Localization QA: Why It Matters for Your Game

 

To understand how the quality of localization can affect the success of a game, we should first think about how video games are different from other forms of media.

First and foremost, video games are a highly complex storytelling medium. Unlike traditional media like books and films, video games are interactive in nature—they give players the power to control the protagonists, dictate the story and shape their own fate.

In certain ways, this is unique to video games. It’s a huge part of the reason why ensuring the quality and accuracy of all in-game text is so crucial to the ultimate success of any title and its user experience.
 
 

Why is it important to perform game localization QA?

What makes games so different is their fundamental structure. The nature of a video game isn’t a straight line, no matter how “linear” a player may consider the game to be. A more accurate way to think about it is like a jigsaw puzzle; full of interconnected pieces that fit together in multiple ways but can look different to different people at different times.

It’s also important to note that the text which makes up any game has been created by multiple groups of writers and experts, each of whom have taken the responsibility of a specific element within the game—be it the GUI, in-game menus, dialogue, tutorials, or anything else you may see on screen.
 
 
 
 
Even when translators are provided with the text in the exact order in which it will be displayed in-game at the beginning of localization, it’s still practically impossible to know what the final product/build will look like by the end of the last update. This can result in inconsistencies that could ultimately impact the player’s gaming experience.

It’s unrealistic to assume the linguists can always take time away from the actual translation of the content to figure out where specific segments and pieces of in-game text will ultimately be placed within the final build of the game.

This is where LQA comes into play!
 
 

You need Localization AND LQA

According to a financial (forecast) analysis done by Newzoo, the video games industry worldwide will bring in more than $152.1 billion in revenue for 2019, with the USA, China, Japan, South Korea and Germany representing the top five individual markets.
 
 
game-industry-revenue-worldwide

Highest grossing countries/markets by game revenues in 2019 according to Newzoo.

 
 
Given these numbers, games today are designed with global users in mind, making the Localization Quality Assurance strategy a fundamental step in the development process.
 
 
english-proficiency-worldwide

Level of English proficiency in 2019 worldwide according to Education First.

 
 
But what do linguistic testers do? What makes them different from translators? Instead of directly adapting from the source language, testers reveal inconsistencies, errors, and redundancies and help to bring the desired look and feel to the game that has been created specifically for the target market. This is crucial in ensuring a great player experience and keeping users engaged and attached to the game.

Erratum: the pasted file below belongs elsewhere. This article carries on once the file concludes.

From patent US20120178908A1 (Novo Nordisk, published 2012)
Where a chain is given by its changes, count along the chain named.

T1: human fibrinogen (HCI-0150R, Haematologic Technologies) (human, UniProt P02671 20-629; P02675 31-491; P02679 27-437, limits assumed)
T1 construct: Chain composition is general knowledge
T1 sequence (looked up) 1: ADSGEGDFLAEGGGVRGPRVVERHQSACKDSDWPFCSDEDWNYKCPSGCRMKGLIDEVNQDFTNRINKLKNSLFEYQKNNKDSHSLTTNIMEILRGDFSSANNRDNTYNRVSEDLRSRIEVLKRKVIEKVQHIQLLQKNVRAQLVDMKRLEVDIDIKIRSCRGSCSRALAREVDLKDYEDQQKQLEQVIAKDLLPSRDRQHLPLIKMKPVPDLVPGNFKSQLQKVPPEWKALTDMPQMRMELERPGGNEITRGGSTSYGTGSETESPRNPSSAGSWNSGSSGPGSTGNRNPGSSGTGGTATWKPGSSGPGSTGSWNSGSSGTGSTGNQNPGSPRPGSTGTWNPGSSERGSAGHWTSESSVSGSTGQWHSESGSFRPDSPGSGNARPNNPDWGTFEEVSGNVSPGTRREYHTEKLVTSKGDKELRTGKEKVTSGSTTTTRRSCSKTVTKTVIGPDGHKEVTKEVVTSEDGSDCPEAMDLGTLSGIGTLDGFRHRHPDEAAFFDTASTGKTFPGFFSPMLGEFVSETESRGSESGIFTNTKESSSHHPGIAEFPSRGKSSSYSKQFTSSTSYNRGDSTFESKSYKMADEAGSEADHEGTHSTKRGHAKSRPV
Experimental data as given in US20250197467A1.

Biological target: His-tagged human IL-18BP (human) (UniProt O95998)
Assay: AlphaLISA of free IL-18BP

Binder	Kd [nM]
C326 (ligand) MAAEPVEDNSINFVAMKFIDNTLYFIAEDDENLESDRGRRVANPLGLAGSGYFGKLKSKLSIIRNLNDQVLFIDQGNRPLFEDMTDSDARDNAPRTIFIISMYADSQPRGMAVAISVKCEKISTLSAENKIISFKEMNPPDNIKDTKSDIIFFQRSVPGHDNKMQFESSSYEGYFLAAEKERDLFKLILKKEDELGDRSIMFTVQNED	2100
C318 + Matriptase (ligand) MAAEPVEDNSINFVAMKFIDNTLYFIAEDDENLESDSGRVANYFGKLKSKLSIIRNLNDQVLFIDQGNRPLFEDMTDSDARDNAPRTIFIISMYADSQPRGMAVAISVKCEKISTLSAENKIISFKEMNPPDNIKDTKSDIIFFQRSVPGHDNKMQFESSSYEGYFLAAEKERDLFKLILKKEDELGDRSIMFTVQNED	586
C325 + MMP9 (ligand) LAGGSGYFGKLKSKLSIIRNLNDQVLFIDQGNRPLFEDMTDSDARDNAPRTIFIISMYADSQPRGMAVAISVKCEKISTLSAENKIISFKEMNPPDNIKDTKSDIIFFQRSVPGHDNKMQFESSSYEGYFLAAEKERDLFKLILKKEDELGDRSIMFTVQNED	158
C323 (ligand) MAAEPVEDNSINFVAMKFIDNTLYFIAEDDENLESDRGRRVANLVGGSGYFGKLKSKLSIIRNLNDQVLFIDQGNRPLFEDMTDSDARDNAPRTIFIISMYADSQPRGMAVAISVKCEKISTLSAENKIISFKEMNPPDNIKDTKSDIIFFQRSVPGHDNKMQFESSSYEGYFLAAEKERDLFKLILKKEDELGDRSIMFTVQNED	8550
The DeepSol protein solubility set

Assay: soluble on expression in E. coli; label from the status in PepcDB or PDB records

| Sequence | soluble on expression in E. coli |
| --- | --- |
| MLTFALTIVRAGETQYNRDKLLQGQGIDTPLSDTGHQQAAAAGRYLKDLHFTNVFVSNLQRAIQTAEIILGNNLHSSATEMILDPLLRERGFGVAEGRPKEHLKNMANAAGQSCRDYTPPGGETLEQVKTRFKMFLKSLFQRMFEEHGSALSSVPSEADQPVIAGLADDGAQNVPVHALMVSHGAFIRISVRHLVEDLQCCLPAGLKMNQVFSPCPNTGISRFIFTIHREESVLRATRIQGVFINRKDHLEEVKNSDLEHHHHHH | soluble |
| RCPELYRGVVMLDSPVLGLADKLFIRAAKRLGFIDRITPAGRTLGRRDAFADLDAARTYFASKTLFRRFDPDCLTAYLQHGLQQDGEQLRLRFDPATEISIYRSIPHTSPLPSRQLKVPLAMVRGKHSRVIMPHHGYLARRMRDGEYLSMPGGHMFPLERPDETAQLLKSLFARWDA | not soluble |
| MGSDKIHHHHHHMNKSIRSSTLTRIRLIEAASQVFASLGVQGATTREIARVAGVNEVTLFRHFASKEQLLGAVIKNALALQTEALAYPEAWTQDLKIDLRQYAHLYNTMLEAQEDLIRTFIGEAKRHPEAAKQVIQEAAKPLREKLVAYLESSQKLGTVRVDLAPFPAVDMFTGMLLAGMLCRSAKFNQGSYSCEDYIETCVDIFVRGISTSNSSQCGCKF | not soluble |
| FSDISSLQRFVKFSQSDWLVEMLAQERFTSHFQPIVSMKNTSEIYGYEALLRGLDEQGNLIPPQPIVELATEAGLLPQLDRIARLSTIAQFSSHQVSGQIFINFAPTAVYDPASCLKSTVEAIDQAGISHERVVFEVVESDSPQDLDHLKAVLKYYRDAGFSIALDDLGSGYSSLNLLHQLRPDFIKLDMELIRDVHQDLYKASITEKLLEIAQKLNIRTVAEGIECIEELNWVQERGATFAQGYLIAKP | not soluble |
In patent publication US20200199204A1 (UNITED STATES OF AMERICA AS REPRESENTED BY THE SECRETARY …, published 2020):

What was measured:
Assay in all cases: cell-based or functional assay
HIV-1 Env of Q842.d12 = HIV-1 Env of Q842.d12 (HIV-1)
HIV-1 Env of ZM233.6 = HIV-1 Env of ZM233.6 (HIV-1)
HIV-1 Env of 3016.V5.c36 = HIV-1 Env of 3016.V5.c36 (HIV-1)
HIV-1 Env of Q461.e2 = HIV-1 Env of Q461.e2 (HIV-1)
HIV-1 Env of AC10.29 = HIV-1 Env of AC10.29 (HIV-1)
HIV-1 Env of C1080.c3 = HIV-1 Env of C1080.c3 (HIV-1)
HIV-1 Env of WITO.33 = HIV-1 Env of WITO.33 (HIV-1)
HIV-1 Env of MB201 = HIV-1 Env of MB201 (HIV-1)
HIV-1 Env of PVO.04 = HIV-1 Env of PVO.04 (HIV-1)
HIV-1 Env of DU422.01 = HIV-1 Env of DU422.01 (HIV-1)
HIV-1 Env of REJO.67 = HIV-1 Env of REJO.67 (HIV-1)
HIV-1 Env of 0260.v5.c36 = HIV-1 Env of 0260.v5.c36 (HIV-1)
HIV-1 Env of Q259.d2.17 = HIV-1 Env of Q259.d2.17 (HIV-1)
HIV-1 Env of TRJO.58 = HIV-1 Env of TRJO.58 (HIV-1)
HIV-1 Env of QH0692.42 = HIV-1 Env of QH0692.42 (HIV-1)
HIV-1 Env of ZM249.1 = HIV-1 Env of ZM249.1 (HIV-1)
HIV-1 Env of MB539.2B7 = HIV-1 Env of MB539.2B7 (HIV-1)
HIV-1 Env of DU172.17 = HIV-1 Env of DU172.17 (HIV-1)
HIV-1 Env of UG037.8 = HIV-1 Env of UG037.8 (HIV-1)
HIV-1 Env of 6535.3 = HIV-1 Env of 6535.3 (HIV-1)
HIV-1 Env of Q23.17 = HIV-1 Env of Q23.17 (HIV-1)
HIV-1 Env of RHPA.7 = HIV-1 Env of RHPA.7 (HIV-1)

A thorough process consists of both Localization and Localization Quality Assurance phases: simply translating alone doesn’t guarantee a top-notch localization outcome, no matter how skilled the translators are. While these two steps certainly complement each other, they should always be considered as distinct and yet fundamental pieces of the whole jigsaw puzzle.
 
 

The Benefits of Localization Quality Assurance

So how can a deep and well-organized LQA pass enhance the quality of your game?

First, allow us to say it out loud: finding grammar mistakes in the translated text is not the ultimate goal of LQA and is also not a reflection on the quality of the translators’ job. Localization is usually a race against the clock for everyone involved—both internally and on the vendors’ side—and mistakes will be present no matter what, this is the simple truth.

While simple text issues such as typos or grammar mistakes can be fixed during reviews (if time allows), there are certain aspects that can only be observed by Linguistic QA testers.
 
 

1. Context, please.

There’s a piece of common knowledge regarding the benefits of Translation vs. Localization Quality Assurance, and it’s one I am sure many would agree with me on: Any game text needs in-context review, and only someone who immerses themselves fully and repeatedly into the game story can understand the complete meaning behind the written word.

In-game testing lets us have the visual context of the translated text in-game and on-screen: this not only helps to keep consistency with key terms and style, but also guarantees that strings purely reflect their intended actions and meaning, rather than ending up as unintelligible abbreviated words. As a simple example, we can’t expect to translate “Go and get your daily reward” from Korean into German and keep the same character limitation, since the language structure is very different.
 
 
catlevania-translation-variations-gif

Character sizes comparison between the Japanese, English and Finnish versions of “Castlevania II”.